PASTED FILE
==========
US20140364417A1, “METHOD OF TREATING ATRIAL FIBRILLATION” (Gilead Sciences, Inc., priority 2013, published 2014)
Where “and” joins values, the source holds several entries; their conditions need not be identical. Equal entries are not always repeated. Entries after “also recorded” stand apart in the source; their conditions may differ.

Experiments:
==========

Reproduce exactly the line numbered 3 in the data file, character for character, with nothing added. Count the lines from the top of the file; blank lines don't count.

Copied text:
Experiments: